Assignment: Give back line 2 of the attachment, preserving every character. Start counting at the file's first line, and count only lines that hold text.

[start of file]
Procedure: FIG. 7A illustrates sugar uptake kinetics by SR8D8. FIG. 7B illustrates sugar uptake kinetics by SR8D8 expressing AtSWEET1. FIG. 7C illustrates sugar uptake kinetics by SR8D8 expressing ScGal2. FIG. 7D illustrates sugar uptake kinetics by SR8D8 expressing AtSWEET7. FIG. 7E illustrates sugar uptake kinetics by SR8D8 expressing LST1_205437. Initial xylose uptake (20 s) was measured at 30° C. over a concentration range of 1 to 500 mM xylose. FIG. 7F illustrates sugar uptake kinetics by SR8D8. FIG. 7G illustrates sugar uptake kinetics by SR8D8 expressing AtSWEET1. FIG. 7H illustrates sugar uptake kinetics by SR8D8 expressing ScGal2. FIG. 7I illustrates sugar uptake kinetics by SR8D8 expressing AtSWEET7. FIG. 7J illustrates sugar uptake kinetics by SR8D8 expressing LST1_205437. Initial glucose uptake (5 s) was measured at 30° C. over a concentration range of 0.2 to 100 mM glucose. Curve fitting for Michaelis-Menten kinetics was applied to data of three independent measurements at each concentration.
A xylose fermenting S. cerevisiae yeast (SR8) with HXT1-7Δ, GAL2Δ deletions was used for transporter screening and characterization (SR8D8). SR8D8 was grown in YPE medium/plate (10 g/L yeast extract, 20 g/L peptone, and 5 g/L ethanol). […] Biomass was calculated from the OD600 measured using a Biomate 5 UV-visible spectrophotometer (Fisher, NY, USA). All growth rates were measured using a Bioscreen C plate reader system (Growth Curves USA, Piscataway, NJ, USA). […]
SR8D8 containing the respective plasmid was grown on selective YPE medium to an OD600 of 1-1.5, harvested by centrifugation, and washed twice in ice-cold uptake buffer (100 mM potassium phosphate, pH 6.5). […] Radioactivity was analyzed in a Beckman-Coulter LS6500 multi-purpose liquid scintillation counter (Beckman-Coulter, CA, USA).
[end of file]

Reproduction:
A xylose fermenting S. cerevisiae yeast (SR8) with HXT1-7Δ, GAL2Δ deletions was used for transporter screening and characterization (SR8D8). SR8D8 was grown in YPE medium/plate (10 g/L yeast extract, 20 g/L peptone, and 5 g/L ethanol). […] Biomass was calculated from the OD600 measured using a Biomate 5 UV-visible spectrophotometer (Fisher, NY, USA). All growth rates were measured using a Bioscreen C plate reader system (Growth Curves USA, Piscataway, NJ, USA). […]